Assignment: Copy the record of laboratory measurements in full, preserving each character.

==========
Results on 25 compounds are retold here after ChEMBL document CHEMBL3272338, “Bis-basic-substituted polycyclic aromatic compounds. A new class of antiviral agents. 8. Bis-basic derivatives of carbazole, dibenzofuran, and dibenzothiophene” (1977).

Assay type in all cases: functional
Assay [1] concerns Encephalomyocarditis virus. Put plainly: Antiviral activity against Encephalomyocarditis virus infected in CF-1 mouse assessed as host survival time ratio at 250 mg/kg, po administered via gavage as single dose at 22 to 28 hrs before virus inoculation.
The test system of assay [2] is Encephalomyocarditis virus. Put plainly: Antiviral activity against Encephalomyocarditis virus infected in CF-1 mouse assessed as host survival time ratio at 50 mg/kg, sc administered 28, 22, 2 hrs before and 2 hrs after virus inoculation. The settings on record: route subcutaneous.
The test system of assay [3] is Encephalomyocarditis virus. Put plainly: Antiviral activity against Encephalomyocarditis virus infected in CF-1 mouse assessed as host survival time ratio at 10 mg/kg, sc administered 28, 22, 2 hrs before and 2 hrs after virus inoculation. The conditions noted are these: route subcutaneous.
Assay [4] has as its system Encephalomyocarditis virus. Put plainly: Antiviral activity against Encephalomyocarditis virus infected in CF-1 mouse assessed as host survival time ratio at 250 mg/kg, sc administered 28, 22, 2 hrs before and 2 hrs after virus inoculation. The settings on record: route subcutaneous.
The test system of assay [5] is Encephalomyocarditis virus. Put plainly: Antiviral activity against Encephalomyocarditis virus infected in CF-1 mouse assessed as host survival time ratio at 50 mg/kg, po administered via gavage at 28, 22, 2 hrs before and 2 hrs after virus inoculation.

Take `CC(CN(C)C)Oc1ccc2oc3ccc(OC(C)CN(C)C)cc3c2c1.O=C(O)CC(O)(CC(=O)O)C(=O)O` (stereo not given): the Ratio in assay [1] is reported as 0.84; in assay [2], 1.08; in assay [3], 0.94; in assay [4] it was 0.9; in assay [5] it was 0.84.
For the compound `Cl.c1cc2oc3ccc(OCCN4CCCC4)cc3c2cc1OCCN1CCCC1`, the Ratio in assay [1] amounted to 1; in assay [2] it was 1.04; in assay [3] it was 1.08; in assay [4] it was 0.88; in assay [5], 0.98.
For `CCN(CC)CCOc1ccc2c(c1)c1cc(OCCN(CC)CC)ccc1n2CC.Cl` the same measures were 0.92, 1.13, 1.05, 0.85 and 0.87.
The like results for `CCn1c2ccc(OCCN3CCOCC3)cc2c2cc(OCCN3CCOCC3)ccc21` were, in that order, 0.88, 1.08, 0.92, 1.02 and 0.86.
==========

Results on 25 compounds are retold here after ChEMBL document CHEMBL3272338, “Bis-basic-substituted polycyclic aromatic compounds. A new class of antiviral agents. 8. Bis-basic derivatives of carbazole, dibenzofuran, and dibenzothiophene” (1977).

Assay type in all cases: functional
Assay [1] concerns Encephalomyocarditis virus. Put plainly: Antiviral activity against Encephalomyocarditis virus infected in CF-1 mouse assessed as host survival time ratio at 250 mg/kg, po administered via gavage as single dose at 22 to 28 hrs before virus inoculation.
The test system of assay [2] is Encephalomyocarditis virus. Put plainly: Antiviral activity against Encephalomyocarditis virus infected in CF-1 mouse assessed as host survival time ratio at 50 mg/kg, sc administered 28, 22, 2 hrs before and 2 hrs after virus inoculation. The settings on record: route subcutaneous.
The test system of assay [3] is Encephalomyocarditis virus. Put plainly: Antiviral activity against Encephalomyocarditis virus infected in CF-1 mouse assessed as host survival time ratio at 10 mg/kg, sc administered 28, 22, 2 hrs before and 2 hrs after virus inoculation. The conditions noted are these: route subcutaneous.
Assay [4] has as its system Encephalomyocarditis virus. Put plainly: Antiviral activity against Encephalomyocarditis virus infected in CF-1 mouse assessed as host survival time ratio at 250 mg/kg, sc administered 28, 22, 2 hrs before and 2 hrs after virus inoculation. The settings on record: route subcutaneous.
The test system of assay [5] is Encephalomyocarditis virus. Put plainly: Antiviral activity against Encephalomyocarditis virus infected in CF-1 mouse assessed as host survival time ratio at 50 mg/kg, po administered via gavage at 28, 22, 2 hrs before and 2 hrs after virus inoculation.

Take `CC(CN(C)C)Oc1ccc2oc3ccc(OC(C)CN(C)C)cc3c2c1.O=C(O)CC(O)(CC(=O)O)C(=O)O` (stereo not given): the Ratio in assay [1] is reported as 0.84; in assay [2], 1.08; in assay [3], 0.94; in assay [4] it was 0.9; in assay [5] it was 0.84.
For the compound `Cl.c1cc2oc3ccc(OCCN4CCCC4)cc3c2cc1OCCN1CCCC1`, the Ratio in assay [1] amounted to 1; in assay [2] it was 1.04; in assay [3] it was 1.08; in assay [4] it was 0.88; in assay [5], 0.98.
For `CCN(CC)CCOc1ccc2c(c1)c1cc(OCCN(CC)CC)ccc1n2CC.Cl` the same measures were 0.92, 1.13, 1.05, 0.85 and 0.87.
The like results for `CCn1c2ccc(OCCN3CCOCC3)cc2c2cc(OCCN3CCOCC3)ccc21` were, in that order, 0.88, 1.08, 0.92, 1.02 and 0.86.